Submitted to: Columbia Basin Agricultural Research Annual Report
Publication Type: Experiment Station
Publication Acceptance Date: May 10, 2005
Publication Date: June 1, 2005
Citation: Albrecht, S.L., Skirvin, K.W., Long, D.S. 2005. Winter wheat responses to nitrogen fertilization in a direct-seed, summer-fallow management system. pp. 87-91. In 2005 Dryland Agricultural Research Annual Report. D.A. Long, S.E. Petrie, and P.M. Frank, eds. SR 1061. Corvallis, OR: Oregon State University Agric. Exp. Station in cooperation with USDA-ARS, Pendleton, OR. Interpretive Summary: The light soils of the Columbia Plateau are easily eroded by both wind and water. Conservation tillage practices that retain crop residue on the soil surface may decrease soil erosion in this area. However, little is known about how the adoption of conservation management practices will affect cereal production. A field experiment, incorporating a conservation tillage system, was conducted from 1998 through 2004 at the Pendleton Experiment Station to study effects of tillage and of nitrogen fertilization rates on winter wheat yields. Wheat was grown without tillage (direct-seed) with fertilizer N rates of 0, 40, 80, 120, and 160 pounds per acre. Conventional tillage (plowing) plots with fertilizer N rates of 0 and 120 pounds per acre were established for comparison. Wheat yield were significantly affected by tillage, nitrogen fertilization, and precipitation. In the direct-seed system, the 160 pound nitrogen per acre treatment had the greatest grain yields. Wheat yields had a linear response to nitrogen fertilization up to 80 pounds of nitrogen per acre, but the response leveled off at greater nitrogen fertilization rates. Based on the seven-year averages, from 1998 to 2004, yields of wheat with no fertilizer nitrogen were 57 percent greater from a conventional system than in a direct-seed management system. However, when both management systems received nitrogen fertilization at 120 pounds nitrogen per acre the seven year average for conventional tillage was only seven percent greater than direct seed. After conversion from a conventional system to a direct-seed management system, grain yields did not decrease over time. Overall, wheat yields from direct-seed plots with adequate nitrogen fertilizer nitrogen were similar to yields from conventionally-managed plots with equivalent nitrogen levels.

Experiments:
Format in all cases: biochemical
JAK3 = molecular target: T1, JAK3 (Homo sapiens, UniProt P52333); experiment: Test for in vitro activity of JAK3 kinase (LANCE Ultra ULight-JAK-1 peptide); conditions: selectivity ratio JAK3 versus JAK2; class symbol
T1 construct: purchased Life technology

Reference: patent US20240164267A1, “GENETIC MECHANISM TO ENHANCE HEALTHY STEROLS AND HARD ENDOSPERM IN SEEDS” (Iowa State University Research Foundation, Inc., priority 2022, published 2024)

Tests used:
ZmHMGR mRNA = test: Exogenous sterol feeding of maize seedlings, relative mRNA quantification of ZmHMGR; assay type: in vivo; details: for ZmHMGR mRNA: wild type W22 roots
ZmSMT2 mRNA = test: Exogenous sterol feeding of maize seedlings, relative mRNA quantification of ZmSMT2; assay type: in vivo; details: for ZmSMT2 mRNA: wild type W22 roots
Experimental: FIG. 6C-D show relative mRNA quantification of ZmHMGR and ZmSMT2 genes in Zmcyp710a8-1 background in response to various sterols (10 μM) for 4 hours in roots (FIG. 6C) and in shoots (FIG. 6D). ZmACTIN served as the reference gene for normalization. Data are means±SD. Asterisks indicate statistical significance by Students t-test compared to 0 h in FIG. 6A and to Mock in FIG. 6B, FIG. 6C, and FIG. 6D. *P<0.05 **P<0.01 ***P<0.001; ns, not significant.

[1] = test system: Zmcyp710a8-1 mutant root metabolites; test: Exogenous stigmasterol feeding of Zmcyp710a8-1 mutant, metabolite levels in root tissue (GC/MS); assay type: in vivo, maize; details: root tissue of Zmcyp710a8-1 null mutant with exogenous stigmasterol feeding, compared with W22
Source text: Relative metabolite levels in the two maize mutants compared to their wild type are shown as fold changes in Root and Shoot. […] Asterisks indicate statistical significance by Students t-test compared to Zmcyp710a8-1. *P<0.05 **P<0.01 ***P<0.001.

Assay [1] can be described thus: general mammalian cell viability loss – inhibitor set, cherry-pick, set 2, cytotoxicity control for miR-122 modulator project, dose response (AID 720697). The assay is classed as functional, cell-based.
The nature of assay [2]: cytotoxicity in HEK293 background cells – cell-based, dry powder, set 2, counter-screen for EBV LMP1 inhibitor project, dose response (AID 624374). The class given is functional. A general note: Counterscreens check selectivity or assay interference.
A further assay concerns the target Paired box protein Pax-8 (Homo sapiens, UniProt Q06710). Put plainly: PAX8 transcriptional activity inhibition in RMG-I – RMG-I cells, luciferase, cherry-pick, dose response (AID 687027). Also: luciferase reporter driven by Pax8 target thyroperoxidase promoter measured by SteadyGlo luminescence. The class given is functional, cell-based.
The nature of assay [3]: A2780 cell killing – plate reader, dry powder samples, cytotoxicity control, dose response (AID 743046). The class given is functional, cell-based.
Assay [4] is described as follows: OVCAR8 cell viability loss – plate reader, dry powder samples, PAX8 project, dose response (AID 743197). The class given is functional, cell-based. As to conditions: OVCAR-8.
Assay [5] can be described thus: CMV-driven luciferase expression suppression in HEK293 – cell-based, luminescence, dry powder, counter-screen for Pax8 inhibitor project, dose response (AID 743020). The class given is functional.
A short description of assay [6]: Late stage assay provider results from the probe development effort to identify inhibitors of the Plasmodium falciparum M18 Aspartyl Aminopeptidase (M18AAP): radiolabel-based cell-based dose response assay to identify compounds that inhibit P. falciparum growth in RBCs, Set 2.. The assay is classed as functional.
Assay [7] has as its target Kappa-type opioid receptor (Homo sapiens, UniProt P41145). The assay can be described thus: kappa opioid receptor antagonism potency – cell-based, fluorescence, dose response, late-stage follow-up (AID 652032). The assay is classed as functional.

Technical Abstract: The silt loam soils of the Columbia Plateau contain little organic matter and are easily eroded. Conservation tillage may decrease erosion on these soils; however, little is known about how the application of a conservation management system, such as direct-seed, will affect wheat production. A field experiment, utilizing direct-seed, summer- fallow management, was conducted from 1998 through 2004 at the Pendleton Experiment Station to study effects of tillage and of nitrogen (N) fertilization rates on winter wheat (Triticum aestivum L.) yields and soil properties. Wheat was grown without tillage (direct-seed) with fertilizer N rates of 0, 40, 80, 120, and 160 lb/acre. Conventional tillage (plow and rod-weeding) plots with fertilizer N rates of 0 and 120 lb/acre were established for comparison. Tillage, N fertilization, and precipitation all affected wheat yield. Based on the 7-year averages from 1998 to 2004, yields of wheat with no fertilizer N were 57 percent higher under conventional till than under direct-seed. However, wheat yields at the 120 lb/acre N fertilization rate produced only 7 percent higher yields with conventional tillage over 7 years. In direct-seed, 160 lb N/acre had the greatest grain yields. The 7-year average yield for plots with a more recent transition to direct-seed was 91 bu/acre, whereas the longer-established plots, begun 16 years earlier, yielded 87 bu/acre. After conversion from a conventional system to a direct-seed management system, grain yields, although slightly lower than in a conventionally-tilled system, did not decrease over time. Grain yields from direct-seed plots with adequate fertilizer N were 95 percent of yields from conventionally-managed plots with equivalent N levels.